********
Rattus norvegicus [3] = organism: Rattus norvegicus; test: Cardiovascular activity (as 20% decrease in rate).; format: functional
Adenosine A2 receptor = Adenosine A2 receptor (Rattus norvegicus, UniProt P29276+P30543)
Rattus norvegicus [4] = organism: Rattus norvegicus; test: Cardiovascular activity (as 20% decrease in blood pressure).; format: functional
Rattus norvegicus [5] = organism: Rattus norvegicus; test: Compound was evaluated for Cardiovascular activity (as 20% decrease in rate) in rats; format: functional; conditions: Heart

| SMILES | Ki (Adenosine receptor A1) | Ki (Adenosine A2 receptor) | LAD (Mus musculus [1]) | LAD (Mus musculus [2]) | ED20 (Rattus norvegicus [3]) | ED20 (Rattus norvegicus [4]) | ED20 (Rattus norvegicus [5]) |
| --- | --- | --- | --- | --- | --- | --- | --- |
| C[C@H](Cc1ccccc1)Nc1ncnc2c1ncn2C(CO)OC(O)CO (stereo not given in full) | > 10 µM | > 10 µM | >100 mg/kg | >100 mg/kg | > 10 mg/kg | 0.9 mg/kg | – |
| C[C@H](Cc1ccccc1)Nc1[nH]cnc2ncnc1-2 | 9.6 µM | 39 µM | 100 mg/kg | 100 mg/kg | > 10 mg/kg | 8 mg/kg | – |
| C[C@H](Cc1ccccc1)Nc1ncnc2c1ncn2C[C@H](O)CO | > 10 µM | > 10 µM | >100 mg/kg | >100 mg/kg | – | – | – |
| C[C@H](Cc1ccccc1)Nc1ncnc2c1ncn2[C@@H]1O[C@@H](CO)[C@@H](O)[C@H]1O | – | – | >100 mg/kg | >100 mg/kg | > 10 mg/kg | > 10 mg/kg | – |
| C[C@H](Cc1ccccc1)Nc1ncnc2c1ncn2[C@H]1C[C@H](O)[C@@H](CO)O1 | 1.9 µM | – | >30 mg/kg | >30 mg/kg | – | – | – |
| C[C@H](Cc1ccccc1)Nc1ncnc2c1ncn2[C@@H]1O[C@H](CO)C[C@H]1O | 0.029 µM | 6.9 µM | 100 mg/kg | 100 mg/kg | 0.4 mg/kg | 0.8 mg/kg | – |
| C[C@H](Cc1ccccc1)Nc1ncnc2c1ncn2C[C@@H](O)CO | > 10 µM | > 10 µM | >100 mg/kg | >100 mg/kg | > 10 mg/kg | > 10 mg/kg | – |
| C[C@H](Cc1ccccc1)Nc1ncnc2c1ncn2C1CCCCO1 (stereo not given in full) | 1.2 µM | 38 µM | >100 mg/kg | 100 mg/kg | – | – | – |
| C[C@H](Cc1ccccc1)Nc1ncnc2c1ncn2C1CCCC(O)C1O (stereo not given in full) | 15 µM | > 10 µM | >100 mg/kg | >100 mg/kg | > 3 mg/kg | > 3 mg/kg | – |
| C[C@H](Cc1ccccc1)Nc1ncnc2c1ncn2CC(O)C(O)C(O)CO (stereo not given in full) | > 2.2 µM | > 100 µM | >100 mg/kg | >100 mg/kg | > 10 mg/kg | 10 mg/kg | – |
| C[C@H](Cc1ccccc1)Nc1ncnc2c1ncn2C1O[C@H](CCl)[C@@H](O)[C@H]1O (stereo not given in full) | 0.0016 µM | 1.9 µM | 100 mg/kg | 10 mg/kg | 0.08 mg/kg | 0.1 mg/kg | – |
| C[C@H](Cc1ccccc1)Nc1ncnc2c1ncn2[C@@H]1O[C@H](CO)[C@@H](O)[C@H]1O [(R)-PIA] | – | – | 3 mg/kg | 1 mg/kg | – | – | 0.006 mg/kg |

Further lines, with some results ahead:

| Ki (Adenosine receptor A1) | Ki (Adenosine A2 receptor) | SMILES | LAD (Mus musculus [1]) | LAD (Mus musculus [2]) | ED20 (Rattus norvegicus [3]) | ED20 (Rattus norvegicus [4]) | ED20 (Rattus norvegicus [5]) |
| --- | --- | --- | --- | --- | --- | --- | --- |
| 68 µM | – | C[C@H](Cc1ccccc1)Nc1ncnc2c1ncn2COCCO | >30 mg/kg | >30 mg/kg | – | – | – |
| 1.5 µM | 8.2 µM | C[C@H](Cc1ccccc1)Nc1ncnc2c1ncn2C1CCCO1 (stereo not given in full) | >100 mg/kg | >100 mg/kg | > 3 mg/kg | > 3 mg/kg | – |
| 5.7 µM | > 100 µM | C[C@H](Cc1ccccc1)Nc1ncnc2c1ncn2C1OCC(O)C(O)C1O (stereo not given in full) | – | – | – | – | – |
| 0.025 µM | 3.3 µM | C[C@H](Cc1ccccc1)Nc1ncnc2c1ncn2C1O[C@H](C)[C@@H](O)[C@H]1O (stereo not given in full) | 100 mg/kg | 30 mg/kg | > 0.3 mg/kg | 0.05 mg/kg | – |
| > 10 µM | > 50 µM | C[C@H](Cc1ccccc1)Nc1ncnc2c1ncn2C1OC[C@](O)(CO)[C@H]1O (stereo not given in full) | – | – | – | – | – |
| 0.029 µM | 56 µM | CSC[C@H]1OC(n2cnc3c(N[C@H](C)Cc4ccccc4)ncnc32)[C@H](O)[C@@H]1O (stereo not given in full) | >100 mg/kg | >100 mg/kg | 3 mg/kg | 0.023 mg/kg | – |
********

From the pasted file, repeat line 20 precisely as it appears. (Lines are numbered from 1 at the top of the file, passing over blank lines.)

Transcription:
| Ki (Adenosine receptor A1) | Ki (Adenosine A2 receptor) | SMILES | LAD (Mus musculus [1]) | LAD (Mus musculus [2]) | ED20 (Rattus norvegicus [3]) | ED20 (Rattus norvegicus [4]) | ED20 (Rattus norvegicus [5]) |